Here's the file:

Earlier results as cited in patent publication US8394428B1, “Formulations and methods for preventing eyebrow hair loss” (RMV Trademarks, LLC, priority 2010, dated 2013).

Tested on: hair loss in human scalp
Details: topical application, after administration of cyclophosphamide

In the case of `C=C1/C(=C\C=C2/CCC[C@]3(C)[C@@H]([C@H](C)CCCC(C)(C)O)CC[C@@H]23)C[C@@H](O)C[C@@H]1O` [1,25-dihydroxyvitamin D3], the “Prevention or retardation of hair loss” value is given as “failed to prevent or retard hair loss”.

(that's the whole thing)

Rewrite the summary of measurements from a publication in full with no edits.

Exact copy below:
Earlier results as cited in patent publication US8394428B1, “Formulations and methods for preventing eyebrow hair loss” (RMV Trademarks, LLC, priority 2010, dated 2013).

Tested on: hair loss in human scalp
Details: topical application, after administration of cyclophosphamide

In the case of `C=C1/C(=C\C=C2/CCC[C@]3(C)[C@@H]([C@H](C)CCCC(C)(C)O)CC[C@@H]23)C[C@@H](O)C[C@@H]1O` [1,25-dihydroxyvitamin D3], the “Prevention or retardation of hair loss” value is given as “failed to prevent or retard hair loss”.